Amphiprotic Substances

This is part of the HSC Chemistry course under the topic Using Brønsted-Lowry Theory.

HSC Chemistry Syllabus

  • Write ionic equations to represent the dissociation of acids and bases in water, conjugate acid/base pairs in solution and amphiprotic nature of some salts, for example:
    • sodium hydrogen carbonate
    • potassium dihydrogen phosphate

What does amphiprotic mean?

Amphiprotic means the ability for a molecule to donate and accept proton(s).

This video discusses the amphiprotic property of various substances including hydrogen carbonate, dihydrogen phosphate and hydrogen phosphate.



    Amphiprotic Species

    • Amphiprotic species are ones that can act either as acids or bases. They can either gain or lose a proton.
    • The amphiprotic species will act as an acid when it reacts with a stronger base or it will act as a base if reacted with a stronger acid.
    For example, the hydrogen carbonate ion HCO3 is amphiprotic.
    • HCO3 acts as a base when it reacts with a stronger acid e.g. hydronium ion H3O+


      $$HCO_3^-(aq) + H_3O^+(aq) \rightarrow H_2CO_3(aq) + H_2O(l)$$


      • HCO3 acts as an acid when it reacts with a stronger base e.g. hydroxide ion OH


      $$HCO_3^-(aq) + OH^- \rightarrow CO_3^{2-}(aq) + H_2O(l)$$


      Reaction Between Amphiprotic Substances and Acid/Bases

      Whether an amphiprotic substance acts as an acid or base depends on its Kand Kvalues.


      • The stronger an acid, the larger the Ka
      • The stronger the base, the larger the Kb

      When hydrogen carbonate reacts with acetic acid, which has a larger Ka value, it acts as a base (proton acceptor) according to the equation:


      $$HCO_3^-(aq) + CH_3COOH(aq) \rightarrow H_2CO_3(aq) + CH_3COO^-(aq)$$


      When hydrogen carbonate reacts with ammona, which has a larger Kvalue, it acts as an acid (proton donor) according to the equation:


      $$HCO_3^-(aq) + NH_3(aq) \rightarrow CO_3^{2-}(aq) + NH_4^+(aq)$$


      Amphiprotic Substances in Water

      Whether an amphiprotic substance forms an acidic or basic solution in water depends on its relative acid and base dissociation values.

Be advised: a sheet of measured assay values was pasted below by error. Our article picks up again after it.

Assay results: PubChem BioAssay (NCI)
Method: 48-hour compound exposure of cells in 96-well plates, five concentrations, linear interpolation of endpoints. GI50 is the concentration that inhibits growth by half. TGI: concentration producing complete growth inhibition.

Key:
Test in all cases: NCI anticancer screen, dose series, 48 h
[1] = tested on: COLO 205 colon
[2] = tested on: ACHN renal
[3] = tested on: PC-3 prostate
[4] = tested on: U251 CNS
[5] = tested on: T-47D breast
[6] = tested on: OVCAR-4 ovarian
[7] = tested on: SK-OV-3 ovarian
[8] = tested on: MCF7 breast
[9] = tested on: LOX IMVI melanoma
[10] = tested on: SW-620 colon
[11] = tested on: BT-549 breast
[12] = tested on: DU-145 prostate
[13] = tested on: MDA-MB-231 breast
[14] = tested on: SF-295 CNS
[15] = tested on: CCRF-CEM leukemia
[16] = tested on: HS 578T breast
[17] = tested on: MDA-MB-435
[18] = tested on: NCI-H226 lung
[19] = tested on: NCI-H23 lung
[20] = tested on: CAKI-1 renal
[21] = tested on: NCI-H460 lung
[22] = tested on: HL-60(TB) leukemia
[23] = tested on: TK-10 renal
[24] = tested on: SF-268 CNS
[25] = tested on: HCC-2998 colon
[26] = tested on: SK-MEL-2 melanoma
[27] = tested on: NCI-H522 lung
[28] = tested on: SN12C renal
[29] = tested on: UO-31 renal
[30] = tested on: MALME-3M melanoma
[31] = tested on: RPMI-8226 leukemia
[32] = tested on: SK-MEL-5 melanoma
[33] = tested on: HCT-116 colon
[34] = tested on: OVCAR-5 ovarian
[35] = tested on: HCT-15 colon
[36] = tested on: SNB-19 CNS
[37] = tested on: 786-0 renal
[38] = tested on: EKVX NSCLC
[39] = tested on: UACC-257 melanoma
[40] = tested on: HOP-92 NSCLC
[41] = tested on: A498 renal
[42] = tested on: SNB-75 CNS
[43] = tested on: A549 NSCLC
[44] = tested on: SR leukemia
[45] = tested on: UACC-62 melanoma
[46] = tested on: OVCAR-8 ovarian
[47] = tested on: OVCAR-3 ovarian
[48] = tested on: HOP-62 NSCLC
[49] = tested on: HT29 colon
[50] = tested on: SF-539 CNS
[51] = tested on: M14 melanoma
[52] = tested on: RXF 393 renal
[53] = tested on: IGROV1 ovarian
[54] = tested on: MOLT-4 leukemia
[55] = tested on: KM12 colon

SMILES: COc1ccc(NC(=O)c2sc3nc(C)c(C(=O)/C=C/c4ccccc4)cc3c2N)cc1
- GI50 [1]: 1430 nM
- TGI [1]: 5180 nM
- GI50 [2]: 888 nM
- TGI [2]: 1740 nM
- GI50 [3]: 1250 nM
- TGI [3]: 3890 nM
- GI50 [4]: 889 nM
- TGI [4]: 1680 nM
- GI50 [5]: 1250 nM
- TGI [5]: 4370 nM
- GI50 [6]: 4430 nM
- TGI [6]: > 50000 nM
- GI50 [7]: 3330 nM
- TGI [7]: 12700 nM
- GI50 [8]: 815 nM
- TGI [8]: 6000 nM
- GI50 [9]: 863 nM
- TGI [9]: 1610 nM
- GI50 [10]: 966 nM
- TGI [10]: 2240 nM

• If an amphiprotic substance's acid dissociation constant is larger than its base dissociation constant, it produces an acidic solution.
      • If an amphiprotic substance's base dissociation constant is larger than its acid dissociation constant, it produces a basic solution.

      For example, the base dissociation constant of hydrogen carbonate in water is greater than its acid dissociation constant:

      Acid ionisation of hydrogen carbonate:

      $$HCO_3^-(aq) + H_2O(l) \rightleftharpoons CO_3^{2-}(aq) + H_3O^+(aq) \hspace{0.4cm} K_a = 5.0 \times 10^{-11}$$


      Base ionisation of hydrogen carbonate:

      $$HCO_3^-(aq) + H_2O(l) \rightleftharpoons H_2CO_3(aq) + OH^-(aq) \hspace{0.4cm} K_b = 2.0 \times 10^{-8}$$


      As a result, a solution of hydrogen carbonate is basic. 

      Amphiprotic Property of Water

      Water is also an amphiprotic substance. The equation below shows water forms an equilibrium with hydronium and hydroxide ions.


      $$H_2O(l) + H_2O(l) \rightleftharpoons H_3O^+(aq) + OH^-$$


      A very small proportion of water molecules, at 25ºC, exists as ions. In pure water, there are equal concentrations of hydrogen (hydronium) ions and hydroxide ions. Hence the solution will be neutral.

      The equilibrium constant for this reaction is Keq and does not include the water molecules, only the ions: 


      $$K_w = [H_3O^+][OH^-]$$


      This constant is given a special name. It is the ionic product of water or Kw and at 25 ºC (298 K) is 1.0 x 10–14.